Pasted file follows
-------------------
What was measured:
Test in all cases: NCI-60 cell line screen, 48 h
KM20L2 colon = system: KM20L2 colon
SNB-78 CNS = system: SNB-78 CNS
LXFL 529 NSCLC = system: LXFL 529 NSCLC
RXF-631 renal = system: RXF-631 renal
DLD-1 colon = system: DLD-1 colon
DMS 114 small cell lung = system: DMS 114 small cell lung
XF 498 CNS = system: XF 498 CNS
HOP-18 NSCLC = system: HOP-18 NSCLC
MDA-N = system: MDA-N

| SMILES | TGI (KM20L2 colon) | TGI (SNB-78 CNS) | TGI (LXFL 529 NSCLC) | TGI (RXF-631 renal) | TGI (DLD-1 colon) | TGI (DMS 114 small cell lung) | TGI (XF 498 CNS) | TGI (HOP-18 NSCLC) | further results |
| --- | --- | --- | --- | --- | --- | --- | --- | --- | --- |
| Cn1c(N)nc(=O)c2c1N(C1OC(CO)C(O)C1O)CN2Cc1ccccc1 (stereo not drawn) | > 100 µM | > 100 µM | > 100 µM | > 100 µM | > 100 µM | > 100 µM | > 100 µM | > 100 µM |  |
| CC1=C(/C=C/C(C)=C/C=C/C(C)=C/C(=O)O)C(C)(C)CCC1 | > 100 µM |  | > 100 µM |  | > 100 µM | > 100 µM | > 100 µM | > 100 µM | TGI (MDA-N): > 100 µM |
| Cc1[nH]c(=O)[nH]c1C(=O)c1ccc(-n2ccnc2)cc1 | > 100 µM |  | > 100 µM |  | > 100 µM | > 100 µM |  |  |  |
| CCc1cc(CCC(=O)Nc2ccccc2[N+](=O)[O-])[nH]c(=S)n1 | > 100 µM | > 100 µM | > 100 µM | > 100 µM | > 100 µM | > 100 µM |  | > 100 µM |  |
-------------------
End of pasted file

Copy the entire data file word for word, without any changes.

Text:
What was measured:
Test in all cases: NCI-60 cell line screen, 48 h
KM20L2 colon = system: KM20L2 colon
SNB-78 CNS = system: SNB-78 CNS
LXFL 529 NSCLC = system: LXFL 529 NSCLC
RXF-631 renal = system: RXF-631 renal
DLD-1 colon = system: DLD-1 colon
DMS 114 small cell lung = system: DMS 114 small cell lung
XF 498 CNS = system: XF 498 CNS
HOP-18 NSCLC = system: HOP-18 NSCLC
MDA-N = system: MDA-N

| SMILES | TGI (KM20L2 colon) | TGI (SNB-78 CNS) | TGI (LXFL 529 NSCLC) | TGI (RXF-631 renal) | TGI (DLD-1 colon) | TGI (DMS 114 small cell lung) | TGI (XF 498 CNS) | TGI (HOP-18 NSCLC) | further results |
| --- | --- | --- | --- | --- | --- | --- | --- | --- | --- |
| Cn1c(N)nc(=O)c2c1N(C1OC(CO)C(O)C1O)CN2Cc1ccccc1 (stereo not drawn) | > 100 µM | > 100 µM | > 100 µM | > 100 µM | > 100 µM | > 100 µM | > 100 µM | > 100 µM |  |
| CC1=C(/C=C/C(C)=C/C=C/C(C)=C/C(=O)O)C(C)(C)CCC1 | > 100 µM |  | > 100 µM |  | > 100 µM | > 100 µM | > 100 µM | > 100 µM | TGI (MDA-N): > 100 µM |
| Cc1[nH]c(=O)[nH]c1C(=O)c1ccc(-n2ccnc2)cc1 | > 100 µM |  | > 100 µM |  | > 100 µM | > 100 µM |  |  |  |
| CCc1cc(CCC(=O)Nc2ccccc2[N+](=O)[O-])[nH]c(=S)n1 | > 100 µM | > 100 µM | > 100 µM | > 100 µM | > 100 µM | > 100 µM |  | > 100 µM |  |